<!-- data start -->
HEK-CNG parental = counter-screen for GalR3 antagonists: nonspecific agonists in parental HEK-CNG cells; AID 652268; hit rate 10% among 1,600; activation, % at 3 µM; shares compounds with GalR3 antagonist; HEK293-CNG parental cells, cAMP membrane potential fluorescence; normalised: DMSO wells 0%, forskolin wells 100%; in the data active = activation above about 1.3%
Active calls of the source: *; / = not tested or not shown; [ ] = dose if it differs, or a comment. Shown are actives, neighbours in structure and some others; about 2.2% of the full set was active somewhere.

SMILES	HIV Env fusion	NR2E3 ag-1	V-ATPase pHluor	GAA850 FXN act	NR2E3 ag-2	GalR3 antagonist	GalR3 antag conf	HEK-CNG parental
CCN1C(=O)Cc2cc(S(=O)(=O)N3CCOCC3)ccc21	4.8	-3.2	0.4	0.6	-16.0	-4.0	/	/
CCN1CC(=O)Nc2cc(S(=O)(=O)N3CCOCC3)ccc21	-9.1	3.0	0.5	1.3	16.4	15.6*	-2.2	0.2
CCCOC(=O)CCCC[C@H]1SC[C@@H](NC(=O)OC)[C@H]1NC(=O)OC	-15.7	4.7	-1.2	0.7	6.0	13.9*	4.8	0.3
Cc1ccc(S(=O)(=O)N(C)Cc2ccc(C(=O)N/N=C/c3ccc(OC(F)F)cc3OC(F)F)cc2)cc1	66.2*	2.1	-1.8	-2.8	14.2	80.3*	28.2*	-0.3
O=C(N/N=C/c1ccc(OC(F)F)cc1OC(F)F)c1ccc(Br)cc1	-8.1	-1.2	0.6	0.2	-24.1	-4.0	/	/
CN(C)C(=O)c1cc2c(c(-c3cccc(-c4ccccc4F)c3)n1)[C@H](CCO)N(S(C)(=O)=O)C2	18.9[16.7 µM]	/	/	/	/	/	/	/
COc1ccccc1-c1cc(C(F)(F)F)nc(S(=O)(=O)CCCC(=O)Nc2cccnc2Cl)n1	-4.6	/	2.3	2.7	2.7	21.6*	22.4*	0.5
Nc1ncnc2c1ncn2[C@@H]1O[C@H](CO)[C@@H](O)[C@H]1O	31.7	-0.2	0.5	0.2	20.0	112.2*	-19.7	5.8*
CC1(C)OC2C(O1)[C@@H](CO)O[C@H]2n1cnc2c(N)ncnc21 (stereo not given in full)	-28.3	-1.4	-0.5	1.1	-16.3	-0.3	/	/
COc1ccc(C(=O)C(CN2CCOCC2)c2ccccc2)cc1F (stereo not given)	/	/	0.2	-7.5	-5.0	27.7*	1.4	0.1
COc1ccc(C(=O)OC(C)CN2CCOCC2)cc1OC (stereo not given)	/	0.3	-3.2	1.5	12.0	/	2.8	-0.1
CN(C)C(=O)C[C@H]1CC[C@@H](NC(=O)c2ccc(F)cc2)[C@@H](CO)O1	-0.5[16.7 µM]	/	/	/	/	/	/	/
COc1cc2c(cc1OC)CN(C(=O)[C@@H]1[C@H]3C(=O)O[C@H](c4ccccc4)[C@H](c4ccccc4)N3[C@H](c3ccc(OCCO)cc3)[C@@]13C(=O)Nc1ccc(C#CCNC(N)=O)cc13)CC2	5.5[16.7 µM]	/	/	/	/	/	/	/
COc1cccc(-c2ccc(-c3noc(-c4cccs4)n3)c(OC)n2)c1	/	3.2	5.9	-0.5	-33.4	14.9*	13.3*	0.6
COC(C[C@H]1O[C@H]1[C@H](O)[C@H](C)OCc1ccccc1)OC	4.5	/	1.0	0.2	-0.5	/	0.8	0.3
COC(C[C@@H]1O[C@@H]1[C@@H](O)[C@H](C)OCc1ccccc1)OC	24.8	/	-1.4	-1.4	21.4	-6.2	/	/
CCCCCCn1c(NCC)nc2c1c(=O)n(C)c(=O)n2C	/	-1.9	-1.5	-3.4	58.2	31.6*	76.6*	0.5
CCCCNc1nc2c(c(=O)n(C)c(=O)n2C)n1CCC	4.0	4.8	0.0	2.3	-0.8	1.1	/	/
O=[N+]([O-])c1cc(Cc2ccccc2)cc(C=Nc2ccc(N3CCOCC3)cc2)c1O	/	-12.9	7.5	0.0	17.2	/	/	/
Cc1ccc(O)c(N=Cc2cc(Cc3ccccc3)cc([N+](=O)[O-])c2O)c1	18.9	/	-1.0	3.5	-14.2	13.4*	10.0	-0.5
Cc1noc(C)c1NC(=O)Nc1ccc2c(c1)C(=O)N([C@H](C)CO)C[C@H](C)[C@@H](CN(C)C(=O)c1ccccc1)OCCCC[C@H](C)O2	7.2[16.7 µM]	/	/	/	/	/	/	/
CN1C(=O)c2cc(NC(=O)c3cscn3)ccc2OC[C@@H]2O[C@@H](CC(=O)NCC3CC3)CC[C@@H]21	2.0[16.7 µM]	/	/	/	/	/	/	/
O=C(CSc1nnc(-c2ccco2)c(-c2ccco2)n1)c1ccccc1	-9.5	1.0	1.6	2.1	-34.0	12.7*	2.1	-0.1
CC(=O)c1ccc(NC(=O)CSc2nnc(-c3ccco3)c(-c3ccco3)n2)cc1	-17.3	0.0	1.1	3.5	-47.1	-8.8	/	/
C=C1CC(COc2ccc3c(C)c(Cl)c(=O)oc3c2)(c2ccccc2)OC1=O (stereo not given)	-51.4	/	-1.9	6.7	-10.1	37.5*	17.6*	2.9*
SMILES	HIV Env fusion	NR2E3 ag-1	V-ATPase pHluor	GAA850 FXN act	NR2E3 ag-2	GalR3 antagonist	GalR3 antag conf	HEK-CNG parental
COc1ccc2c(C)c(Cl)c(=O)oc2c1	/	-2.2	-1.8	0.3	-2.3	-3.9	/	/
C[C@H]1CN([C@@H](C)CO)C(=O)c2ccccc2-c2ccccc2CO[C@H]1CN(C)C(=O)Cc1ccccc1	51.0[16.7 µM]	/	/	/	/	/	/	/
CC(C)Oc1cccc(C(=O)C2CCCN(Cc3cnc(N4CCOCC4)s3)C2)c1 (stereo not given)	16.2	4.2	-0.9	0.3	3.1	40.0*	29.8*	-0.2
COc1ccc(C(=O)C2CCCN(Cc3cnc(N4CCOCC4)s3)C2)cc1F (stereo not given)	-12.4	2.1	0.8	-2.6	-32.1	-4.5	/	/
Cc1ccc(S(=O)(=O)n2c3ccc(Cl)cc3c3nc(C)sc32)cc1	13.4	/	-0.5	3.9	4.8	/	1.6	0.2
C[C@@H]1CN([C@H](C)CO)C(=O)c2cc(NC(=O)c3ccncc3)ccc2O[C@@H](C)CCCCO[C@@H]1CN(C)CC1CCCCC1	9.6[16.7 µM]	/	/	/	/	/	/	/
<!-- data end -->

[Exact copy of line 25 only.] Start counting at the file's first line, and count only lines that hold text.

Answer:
CN1C(=O)c2cc(NC(=O)c3cscn3)ccc2OC[C@@H]2O[C@@H](CC(=O)NCC3CC3)CC[C@@H]21	2.0[16.7 µM]	/	/	/	/	/	/	/